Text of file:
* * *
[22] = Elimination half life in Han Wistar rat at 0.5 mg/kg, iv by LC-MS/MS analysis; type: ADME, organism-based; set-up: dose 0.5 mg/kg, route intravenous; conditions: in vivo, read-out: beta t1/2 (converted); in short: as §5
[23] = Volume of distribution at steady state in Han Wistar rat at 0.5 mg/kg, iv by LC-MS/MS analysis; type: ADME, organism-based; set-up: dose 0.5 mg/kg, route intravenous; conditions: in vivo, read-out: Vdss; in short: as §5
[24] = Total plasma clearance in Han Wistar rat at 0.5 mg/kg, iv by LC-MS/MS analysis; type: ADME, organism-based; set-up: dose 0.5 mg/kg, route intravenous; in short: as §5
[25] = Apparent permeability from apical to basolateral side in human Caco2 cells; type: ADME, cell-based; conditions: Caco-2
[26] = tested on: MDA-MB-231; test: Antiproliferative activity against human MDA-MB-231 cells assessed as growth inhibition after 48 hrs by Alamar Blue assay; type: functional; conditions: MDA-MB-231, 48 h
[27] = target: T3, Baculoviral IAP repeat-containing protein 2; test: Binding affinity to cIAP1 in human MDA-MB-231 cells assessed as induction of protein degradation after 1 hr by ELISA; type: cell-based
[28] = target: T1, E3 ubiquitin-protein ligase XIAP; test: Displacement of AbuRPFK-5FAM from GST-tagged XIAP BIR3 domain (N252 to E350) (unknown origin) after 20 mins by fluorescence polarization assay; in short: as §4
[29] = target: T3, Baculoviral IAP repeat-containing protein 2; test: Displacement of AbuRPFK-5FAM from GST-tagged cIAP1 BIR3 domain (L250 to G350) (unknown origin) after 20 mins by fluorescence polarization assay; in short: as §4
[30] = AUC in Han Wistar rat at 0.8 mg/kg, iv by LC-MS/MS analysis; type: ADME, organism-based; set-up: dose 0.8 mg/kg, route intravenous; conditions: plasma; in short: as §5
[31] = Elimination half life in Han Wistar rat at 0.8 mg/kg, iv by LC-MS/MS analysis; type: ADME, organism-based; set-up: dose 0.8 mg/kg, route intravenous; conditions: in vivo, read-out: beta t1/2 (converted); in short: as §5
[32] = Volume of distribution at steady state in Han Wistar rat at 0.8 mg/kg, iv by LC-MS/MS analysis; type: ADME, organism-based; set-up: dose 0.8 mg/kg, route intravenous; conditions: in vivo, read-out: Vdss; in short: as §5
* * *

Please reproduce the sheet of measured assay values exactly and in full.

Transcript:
[22] = Elimination half life in Han Wistar rat at 0.5 mg/kg, iv by LC-MS/MS analysis; type: ADME, organism-based; set-up: dose 0.5 mg/kg, route intravenous; conditions: in vivo, read-out: beta t1/2 (converted); in short: as §5
[23] = Volume of distribution at steady state in Han Wistar rat at 0.5 mg/kg, iv by LC-MS/MS analysis; type: ADME, organism-based; set-up: dose 0.5 mg/kg, route intravenous; conditions: in vivo, read-out: Vdss; in short: as §5
[24] = Total plasma clearance in Han Wistar rat at 0.5 mg/kg, iv by LC-MS/MS analysis; type: ADME, organism-based; set-up: dose 0.5 mg/kg, route intravenous; in short: as §5
[25] = Apparent permeability from apical to basolateral side in human Caco2 cells; type: ADME, cell-based; conditions: Caco-2
[26] = tested on: MDA-MB-231; test: Antiproliferative activity against human MDA-MB-231 cells assessed as growth inhibition after 48 hrs by Alamar Blue assay; type: functional; conditions: MDA-MB-231, 48 h
[27] = target: T3, Baculoviral IAP repeat-containing protein 2; test: Binding affinity to cIAP1 in human MDA-MB-231 cells assessed as induction of protein degradation after 1 hr by ELISA; type: cell-based
[28] = target: T1, E3 ubiquitin-protein ligase XIAP; test: Displacement of AbuRPFK-5FAM from GST-tagged XIAP BIR3 domain (N252 to E350) (unknown origin) after 20 mins by fluorescence polarization assay; in short: as §4
[29] = target: T3, Baculoviral IAP repeat-containing protein 2; test: Displacement of AbuRPFK-5FAM from GST-tagged cIAP1 BIR3 domain (L250 to G350) (unknown origin) after 20 mins by fluorescence polarization assay; in short: as §4
[30] = AUC in Han Wistar rat at 0.8 mg/kg, iv by LC-MS/MS analysis; type: ADME, organism-based; set-up: dose 0.8 mg/kg, route intravenous; conditions: plasma; in short: as §5
[31] = Elimination half life in Han Wistar rat at 0.8 mg/kg, iv by LC-MS/MS analysis; type: ADME, organism-based; set-up: dose 0.8 mg/kg, route intravenous; conditions: in vivo, read-out: beta t1/2 (converted); in short: as §5
[32] = Volume of distribution at steady state in Han Wistar rat at 0.8 mg/kg, iv by LC-MS/MS analysis; type: ADME, organism-based; set-up: dose 0.8 mg/kg, route intravenous; conditions: in vivo, read-out: Vdss; in short: as §5